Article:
Making a Murderer – Episode 1
Manitowoc County, Wisconsin is a small rural town where the majority are working-class farmers. The Avery family was one of the few to step out of the mold: they had a salvage yard, the road they lived on was named after them, they dressed differently to everybody else, and they weren’t involved in the regular community activities. Basically, this family didn’t fit in.
Steven Avery seemed to get in trouble a lot from an early age. According to him, it wasn’t much: two counts of burglary, mistreating an animal, endangering safety regardless of life, and felon in possession of a firearm. This last one came as the result of an incident in which he drove his cousin off the road.
On July 29th, 1985, Penny Beerntsen and her husband went to the beach on Lake Michigan. They were an influential couple that owned commercial enterprises in the community. Around 3 o’clock that afternoon Penny went for a jog along the shore. A man who was wearing a black leather jacket sexually assaulted her and left her for dead. Later at the hospital when Penny Beerntsen described her assailant, the deputy sheriff immediately said that it sounded like Steven Avery, despite the fact that the victim could have been describing a known rapist. This deputy sheriff lived right across the road from Steven and it was well known that she disliked him.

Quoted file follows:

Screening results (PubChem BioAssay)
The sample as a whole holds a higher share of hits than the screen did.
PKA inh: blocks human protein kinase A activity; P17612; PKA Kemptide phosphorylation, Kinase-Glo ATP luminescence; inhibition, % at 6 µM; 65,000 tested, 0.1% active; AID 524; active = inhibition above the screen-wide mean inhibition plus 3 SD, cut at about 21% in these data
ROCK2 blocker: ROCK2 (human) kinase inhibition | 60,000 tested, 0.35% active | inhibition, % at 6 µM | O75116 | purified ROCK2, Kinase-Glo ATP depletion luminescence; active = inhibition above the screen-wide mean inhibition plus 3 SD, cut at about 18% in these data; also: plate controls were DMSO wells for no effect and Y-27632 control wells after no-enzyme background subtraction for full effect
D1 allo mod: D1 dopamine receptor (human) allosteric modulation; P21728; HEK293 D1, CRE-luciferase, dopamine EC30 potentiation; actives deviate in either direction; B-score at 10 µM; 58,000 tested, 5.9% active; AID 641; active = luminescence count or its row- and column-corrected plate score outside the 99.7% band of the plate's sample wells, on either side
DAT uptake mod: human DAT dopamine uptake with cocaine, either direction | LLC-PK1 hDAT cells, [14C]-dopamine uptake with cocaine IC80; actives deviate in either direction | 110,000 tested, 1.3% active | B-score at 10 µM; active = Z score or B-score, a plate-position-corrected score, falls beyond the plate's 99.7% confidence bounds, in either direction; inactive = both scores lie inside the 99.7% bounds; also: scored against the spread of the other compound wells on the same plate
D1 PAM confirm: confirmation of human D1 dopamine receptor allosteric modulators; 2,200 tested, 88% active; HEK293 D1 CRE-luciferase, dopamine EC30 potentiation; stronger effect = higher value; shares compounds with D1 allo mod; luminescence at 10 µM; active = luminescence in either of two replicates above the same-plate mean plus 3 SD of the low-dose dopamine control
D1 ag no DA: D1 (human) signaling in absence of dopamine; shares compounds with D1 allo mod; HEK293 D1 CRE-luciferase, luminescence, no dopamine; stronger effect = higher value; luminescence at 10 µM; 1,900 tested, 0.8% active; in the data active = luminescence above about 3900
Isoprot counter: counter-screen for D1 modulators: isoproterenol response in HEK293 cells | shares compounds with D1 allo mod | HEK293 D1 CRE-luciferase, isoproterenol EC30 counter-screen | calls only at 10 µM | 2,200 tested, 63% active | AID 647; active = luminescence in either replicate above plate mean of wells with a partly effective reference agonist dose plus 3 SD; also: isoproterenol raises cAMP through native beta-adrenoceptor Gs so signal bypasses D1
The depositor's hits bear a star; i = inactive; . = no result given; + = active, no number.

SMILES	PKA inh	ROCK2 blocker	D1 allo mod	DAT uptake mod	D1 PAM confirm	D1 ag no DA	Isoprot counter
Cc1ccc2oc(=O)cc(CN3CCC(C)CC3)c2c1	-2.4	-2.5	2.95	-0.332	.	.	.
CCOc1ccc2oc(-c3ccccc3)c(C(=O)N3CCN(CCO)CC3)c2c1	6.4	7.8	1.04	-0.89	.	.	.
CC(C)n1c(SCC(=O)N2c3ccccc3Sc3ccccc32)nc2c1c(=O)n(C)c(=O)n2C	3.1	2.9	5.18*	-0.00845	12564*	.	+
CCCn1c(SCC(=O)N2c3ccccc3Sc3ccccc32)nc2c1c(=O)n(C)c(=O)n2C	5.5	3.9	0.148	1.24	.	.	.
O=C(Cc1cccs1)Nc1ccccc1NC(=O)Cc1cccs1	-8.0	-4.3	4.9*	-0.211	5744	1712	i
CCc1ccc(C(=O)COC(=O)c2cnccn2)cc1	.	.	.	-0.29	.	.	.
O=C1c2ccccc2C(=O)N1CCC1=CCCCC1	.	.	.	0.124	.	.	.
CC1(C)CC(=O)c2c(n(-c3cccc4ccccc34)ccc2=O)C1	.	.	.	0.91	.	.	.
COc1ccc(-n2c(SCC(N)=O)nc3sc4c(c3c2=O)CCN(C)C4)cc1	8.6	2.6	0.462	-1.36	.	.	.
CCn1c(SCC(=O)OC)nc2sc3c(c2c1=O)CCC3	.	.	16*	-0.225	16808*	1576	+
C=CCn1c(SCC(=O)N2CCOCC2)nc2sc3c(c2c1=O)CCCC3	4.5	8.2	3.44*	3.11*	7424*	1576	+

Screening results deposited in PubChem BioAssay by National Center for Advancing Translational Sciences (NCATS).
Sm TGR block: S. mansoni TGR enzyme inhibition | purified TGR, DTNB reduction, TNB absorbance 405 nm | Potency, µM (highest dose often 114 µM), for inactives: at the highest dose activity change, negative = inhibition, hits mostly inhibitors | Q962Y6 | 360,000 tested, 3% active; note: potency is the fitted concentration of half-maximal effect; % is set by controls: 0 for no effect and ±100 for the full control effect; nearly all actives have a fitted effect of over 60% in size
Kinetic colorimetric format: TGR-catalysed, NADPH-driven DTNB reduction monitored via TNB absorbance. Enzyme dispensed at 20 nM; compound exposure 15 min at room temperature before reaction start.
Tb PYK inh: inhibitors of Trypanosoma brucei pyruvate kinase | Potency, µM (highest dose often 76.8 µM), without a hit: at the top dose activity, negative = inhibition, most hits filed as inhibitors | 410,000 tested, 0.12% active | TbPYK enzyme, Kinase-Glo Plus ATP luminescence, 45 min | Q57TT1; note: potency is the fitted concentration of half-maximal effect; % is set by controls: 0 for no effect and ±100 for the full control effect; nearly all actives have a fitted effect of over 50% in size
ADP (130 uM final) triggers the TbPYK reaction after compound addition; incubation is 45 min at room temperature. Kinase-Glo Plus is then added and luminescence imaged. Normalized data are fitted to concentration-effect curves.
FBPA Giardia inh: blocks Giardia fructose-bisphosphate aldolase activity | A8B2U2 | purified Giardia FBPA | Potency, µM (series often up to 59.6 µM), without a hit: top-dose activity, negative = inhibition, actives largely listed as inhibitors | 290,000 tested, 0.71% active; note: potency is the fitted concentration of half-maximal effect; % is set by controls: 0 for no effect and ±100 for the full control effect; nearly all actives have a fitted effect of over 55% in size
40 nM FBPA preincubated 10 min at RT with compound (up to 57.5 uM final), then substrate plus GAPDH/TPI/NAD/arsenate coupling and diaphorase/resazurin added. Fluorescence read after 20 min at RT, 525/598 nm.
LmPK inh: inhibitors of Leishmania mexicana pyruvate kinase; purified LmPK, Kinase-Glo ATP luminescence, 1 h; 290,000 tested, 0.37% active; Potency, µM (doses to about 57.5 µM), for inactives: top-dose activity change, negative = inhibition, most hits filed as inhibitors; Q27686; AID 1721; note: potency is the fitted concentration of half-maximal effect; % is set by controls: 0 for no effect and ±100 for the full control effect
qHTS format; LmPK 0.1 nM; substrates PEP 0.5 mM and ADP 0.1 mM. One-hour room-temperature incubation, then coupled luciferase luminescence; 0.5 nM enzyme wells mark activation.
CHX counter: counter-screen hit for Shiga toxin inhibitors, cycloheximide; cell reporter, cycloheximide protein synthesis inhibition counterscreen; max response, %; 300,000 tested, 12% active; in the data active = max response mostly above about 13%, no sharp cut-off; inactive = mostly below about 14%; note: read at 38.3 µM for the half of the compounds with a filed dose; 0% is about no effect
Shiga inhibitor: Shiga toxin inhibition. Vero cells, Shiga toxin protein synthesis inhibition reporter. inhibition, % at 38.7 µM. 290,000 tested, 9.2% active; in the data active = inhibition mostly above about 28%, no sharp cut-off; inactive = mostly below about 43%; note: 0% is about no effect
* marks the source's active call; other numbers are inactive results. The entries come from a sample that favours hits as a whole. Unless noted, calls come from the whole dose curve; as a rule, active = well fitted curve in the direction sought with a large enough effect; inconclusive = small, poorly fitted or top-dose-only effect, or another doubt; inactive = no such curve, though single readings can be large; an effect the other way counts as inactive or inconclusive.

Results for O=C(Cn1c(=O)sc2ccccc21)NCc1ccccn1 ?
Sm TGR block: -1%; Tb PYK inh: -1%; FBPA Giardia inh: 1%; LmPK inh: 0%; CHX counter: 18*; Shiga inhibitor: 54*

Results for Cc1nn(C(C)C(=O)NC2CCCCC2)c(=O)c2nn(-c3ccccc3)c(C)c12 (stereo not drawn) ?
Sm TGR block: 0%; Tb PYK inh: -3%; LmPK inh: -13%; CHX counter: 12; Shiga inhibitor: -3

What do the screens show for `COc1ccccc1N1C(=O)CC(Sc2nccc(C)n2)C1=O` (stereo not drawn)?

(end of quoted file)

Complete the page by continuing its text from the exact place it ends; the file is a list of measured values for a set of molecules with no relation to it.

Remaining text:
After spending 18 years of his life in prison for a crime he didn’t commit, DNA evidence was used to clear Steven Avery. On the day he was released, when he arrived at his parent’s rural home in Gibson, he told reporters that in spite of the injustice he suffered, he was not a bitter man. He claimed to have left his anger behind in the prison. Avery said that it was his dreams and the possibility of miracles that kept him going and helped him to make it through his undeserved imprisonment for 18 years of his life, while his wife struggled alone to raise their five children.
Soon after his release he presented a lawsuit against Monitowoc County, the sheriff at the time – Thomas Kocourek, and Denis R. Vogel who was the district attorney at the time of his conviction. He was seeking compensation for the loss of his freedom and punitive damages for the reckless behavior of the defendants. However, after his release, Avery became again the prime suspect in a new crime.
This is the first episode of the 10-episode documentary series that is currently available in its entirety on Netflix.